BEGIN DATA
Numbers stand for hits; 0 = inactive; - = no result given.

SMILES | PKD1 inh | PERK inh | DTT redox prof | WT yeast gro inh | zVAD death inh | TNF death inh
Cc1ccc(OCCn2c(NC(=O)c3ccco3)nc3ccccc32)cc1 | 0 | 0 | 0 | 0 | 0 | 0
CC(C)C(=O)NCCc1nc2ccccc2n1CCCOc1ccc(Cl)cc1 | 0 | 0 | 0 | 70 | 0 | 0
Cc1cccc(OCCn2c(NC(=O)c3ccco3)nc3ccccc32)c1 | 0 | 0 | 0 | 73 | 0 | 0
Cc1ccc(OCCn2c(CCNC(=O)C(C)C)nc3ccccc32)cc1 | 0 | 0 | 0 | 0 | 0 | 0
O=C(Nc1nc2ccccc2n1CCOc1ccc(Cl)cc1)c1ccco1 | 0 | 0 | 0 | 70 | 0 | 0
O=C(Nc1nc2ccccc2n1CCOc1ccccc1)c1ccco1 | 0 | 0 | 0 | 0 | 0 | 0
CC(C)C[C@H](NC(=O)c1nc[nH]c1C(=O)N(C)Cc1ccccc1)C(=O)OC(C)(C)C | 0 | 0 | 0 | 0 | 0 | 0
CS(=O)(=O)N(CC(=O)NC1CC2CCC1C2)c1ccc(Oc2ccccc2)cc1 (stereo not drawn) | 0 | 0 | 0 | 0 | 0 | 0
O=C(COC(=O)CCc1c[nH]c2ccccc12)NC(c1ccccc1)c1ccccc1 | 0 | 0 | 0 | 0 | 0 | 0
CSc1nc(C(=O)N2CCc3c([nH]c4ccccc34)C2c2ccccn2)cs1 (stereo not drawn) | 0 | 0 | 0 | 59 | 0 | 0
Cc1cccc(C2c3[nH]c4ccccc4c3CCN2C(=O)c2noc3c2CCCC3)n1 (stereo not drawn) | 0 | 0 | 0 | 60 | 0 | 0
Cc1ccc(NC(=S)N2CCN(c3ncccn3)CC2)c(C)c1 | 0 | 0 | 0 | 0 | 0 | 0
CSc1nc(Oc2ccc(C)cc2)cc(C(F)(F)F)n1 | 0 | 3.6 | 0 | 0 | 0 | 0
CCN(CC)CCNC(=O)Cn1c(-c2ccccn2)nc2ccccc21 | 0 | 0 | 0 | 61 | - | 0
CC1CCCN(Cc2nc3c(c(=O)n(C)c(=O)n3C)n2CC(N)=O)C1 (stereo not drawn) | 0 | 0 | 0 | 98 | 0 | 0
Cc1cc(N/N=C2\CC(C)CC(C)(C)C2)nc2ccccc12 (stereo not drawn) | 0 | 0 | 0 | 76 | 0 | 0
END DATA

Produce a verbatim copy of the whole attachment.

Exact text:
Numbers stand for hits; 0 = inactive; - = no result given.

SMILES | PKD1 inh | PERK inh | DTT redox prof | WT yeast gro inh | zVAD death inh | TNF death inh
Cc1ccc(OCCn2c(NC(=O)c3ccco3)nc3ccccc32)cc1 | 0 | 0 | 0 | 0 | 0 | 0
CC(C)C(=O)NCCc1nc2ccccc2n1CCCOc1ccc(Cl)cc1 | 0 | 0 | 0 | 70 | 0 | 0
Cc1cccc(OCCn2c(NC(=O)c3ccco3)nc3ccccc32)c1 | 0 | 0 | 0 | 73 | 0 | 0
Cc1ccc(OCCn2c(CCNC(=O)C(C)C)nc3ccccc32)cc1 | 0 | 0 | 0 | 0 | 0 | 0
O=C(Nc1nc2ccccc2n1CCOc1ccc(Cl)cc1)c1ccco1 | 0 | 0 | 0 | 70 | 0 | 0
O=C(Nc1nc2ccccc2n1CCOc1ccccc1)c1ccco1 | 0 | 0 | 0 | 0 | 0 | 0
CC(C)C[C@H](NC(=O)c1nc[nH]c1C(=O)N(C)Cc1ccccc1)C(=O)OC(C)(C)C | 0 | 0 | 0 | 0 | 0 | 0
CS(=O)(=O)N(CC(=O)NC1CC2CCC1C2)c1ccc(Oc2ccccc2)cc1 (stereo not drawn) | 0 | 0 | 0 | 0 | 0 | 0
O=C(COC(=O)CCc1c[nH]c2ccccc12)NC(c1ccccc1)c1ccccc1 | 0 | 0 | 0 | 0 | 0 | 0
CSc1nc(C(=O)N2CCc3c([nH]c4ccccc34)C2c2ccccn2)cs1 (stereo not drawn) | 0 | 0 | 0 | 59 | 0 | 0
Cc1cccc(C2c3[nH]c4ccccc4c3CCN2C(=O)c2noc3c2CCCC3)n1 (stereo not drawn) | 0 | 0 | 0 | 60 | 0 | 0
Cc1ccc(NC(=S)N2CCN(c3ncccn3)CC2)c(C)c1 | 0 | 0 | 0 | 0 | 0 | 0
CSc1nc(Oc2ccc(C)cc2)cc(C(F)(F)F)n1 | 0 | 3.6 | 0 | 0 | 0 | 0
CCN(CC)CCNC(=O)Cn1c(-c2ccccn2)nc2ccccc21 | 0 | 0 | 0 | 61 | - | 0
CC1CCCN(Cc2nc3c(c(=O)n(C)c(=O)n3C)n2CC(N)=O)C1 (stereo not drawn) | 0 | 0 | 0 | 98 | 0 | 0
Cc1cc(N/N=C2\CC(C)CC(C)(C)C2)nc2ccccc12 (stereo not drawn) | 0 | 0 | 0 | 76 | 0 | 0